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Worcester

Worcester Guilhall (© Richard North | iStockphoto.com)
Worcester Cathedral (© Davidmartyn | Dreamstime.com)
Choir of Worcester Cathedral (© John Burnett | iStockphoto.com)

Worcester (pronounced 'Wuh-ster'; pop. 93,000) is the county town of Worcestershire. The town is not the most charming of England, but has a few nice Tudor and Georgian buildings, a fine cathedral and an excellent porcelain museum.

Worcester has also acquired international fame with its Worcestershire Sauce. Futhermore, Worcester claims the oldest daily newspaper in the world, Berrow's Worcester Journal, which origins date back to 1690, as well as two prestigious public schools,, the Royal Grammar School Worcester (founded c. 1291) and the Cathedral School (refounded by Henry VIII in 1541).

Worcester's most famous citizens was Sir Edward Elgar (1857-1934), who composed the world-famous Pomp and Circumstance Marches, including Land of Hope and Glory, the anthem of England at the Commonwealth Games, and March No1, used for the graduation ceremonies in the United States.

Every three years Worcester hosts the Three Choirs Festival, presumably the oldest music festival in Europe, alternating with Gloucester and Hereford.

Attractions

Cathedral

Worcester Cathedral was founded on the banks of the River Severn in 679 by St Theodore of Canterbury . Nothing remains of the original cathedral, and the construction of the present structure was started in 1084 by Bishop Wulstan (later canonised as St Wulstan) and boasts the largest Norman crypt in Britain.

The most famous 'resident' is King John I (of Robin Hood fame), the brother of Richard I "Lionheart", best remembered for his disastrous reign. King John is interred between St Wulstan and St Oswald. Prince Arthur Tudor, the elder brother of Henry VIII, who died from a fever at age16, is also buried in the cathedral.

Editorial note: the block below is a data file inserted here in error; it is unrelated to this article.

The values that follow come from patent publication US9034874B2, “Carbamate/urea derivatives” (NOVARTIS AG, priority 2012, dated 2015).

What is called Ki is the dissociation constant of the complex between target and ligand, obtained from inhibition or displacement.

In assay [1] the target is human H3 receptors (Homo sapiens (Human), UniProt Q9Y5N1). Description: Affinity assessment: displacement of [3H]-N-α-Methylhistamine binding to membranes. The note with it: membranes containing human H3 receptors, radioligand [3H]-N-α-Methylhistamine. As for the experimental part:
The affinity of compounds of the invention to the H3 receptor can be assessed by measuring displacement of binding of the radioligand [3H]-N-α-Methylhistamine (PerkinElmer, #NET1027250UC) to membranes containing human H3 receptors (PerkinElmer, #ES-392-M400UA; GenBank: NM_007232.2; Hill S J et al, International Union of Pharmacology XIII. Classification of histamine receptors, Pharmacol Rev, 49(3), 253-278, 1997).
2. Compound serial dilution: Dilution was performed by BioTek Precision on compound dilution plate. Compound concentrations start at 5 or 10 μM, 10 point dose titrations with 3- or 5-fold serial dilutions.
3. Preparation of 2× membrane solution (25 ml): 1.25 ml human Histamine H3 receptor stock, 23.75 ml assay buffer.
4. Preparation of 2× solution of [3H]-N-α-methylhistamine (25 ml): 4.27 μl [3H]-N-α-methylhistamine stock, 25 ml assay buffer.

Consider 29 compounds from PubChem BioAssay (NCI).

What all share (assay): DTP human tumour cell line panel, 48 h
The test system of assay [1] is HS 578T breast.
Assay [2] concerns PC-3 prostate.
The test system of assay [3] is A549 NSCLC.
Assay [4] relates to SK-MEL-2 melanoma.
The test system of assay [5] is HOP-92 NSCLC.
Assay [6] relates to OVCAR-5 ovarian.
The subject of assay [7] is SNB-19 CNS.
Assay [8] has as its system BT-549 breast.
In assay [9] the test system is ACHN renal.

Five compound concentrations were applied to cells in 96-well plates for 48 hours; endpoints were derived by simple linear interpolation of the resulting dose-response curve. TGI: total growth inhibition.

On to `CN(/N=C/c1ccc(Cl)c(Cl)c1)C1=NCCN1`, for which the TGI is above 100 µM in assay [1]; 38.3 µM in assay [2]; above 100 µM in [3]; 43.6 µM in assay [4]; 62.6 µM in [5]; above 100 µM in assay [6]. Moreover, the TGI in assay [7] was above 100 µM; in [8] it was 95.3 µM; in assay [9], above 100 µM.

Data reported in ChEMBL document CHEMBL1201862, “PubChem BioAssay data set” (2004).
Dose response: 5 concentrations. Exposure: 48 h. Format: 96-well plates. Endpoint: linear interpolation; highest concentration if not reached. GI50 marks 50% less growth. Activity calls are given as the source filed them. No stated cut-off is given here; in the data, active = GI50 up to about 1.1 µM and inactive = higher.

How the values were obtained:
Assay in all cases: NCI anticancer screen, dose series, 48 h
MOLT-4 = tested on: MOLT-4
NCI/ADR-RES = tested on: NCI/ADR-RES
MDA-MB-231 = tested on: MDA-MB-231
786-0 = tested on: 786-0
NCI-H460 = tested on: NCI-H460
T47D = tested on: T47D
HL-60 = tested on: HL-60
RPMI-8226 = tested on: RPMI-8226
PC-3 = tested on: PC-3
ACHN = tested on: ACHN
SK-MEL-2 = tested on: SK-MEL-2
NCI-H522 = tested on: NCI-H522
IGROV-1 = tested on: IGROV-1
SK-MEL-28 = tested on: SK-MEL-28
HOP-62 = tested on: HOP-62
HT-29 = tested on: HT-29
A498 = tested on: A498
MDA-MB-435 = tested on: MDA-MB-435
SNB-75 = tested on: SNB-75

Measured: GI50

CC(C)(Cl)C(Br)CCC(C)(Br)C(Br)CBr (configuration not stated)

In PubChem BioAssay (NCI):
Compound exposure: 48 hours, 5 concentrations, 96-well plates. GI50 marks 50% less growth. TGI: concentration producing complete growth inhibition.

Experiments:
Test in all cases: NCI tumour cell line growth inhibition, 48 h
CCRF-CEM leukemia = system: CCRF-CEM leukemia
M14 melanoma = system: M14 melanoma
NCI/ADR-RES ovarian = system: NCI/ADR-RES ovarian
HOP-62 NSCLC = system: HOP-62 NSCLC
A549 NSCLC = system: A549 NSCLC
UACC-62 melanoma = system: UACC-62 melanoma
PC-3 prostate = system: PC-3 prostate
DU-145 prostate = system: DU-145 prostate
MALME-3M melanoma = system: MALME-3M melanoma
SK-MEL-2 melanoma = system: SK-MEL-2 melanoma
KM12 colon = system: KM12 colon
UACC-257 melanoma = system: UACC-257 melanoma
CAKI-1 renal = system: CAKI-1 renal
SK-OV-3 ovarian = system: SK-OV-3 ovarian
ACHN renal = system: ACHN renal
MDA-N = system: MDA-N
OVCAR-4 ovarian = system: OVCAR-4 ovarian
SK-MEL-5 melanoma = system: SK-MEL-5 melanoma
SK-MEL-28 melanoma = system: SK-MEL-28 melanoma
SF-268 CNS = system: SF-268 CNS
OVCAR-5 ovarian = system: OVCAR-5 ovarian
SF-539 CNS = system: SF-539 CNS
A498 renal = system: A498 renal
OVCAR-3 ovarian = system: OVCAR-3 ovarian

The cathedral is open every day from 7:30am to 6pm, and admission is free.

Other attractions

There are guided tours of the Royal Worcester Porcelain Works, the longest running porcelain factory in England, operating since 1751, and granted royal warrant in 1789. The adjoining Visitor Centre recounts the company's history, while the Museum of Worcester Porcelain boasts the world’s largest collection of Worcester porcelain, represented in the Georgian, Victorian and 20th Century styles.

Notable historical buildings include the timber-framed Greyfriars (built in 1480), the Guildhall (built in 1722), and the Commandery Civil War Centre (founded in 1085).

The Worcester City Art Gallery & Museum (admission free) hosts contemporary art exhibitions as well as a very wide range of historic artefacts, from Paleolithic hand axes and embroidered Chinese boots to 19th century paintings and Worcester sauce machine.


How to get there

There are direct trains between Worcester and London Paddington (2h30min, £27.40), Hereford (1h10min, £6), Gloucester (40min, £6.50) and Birmingham (40min to 1h10, £5.30).

National Express has coaches to Birmingham (45min, £3.50), Gloucester (1h, £4.75), and Bristol (1h20min, £12), but no direct connection to London (you'll have to chang at Birmingham).

               

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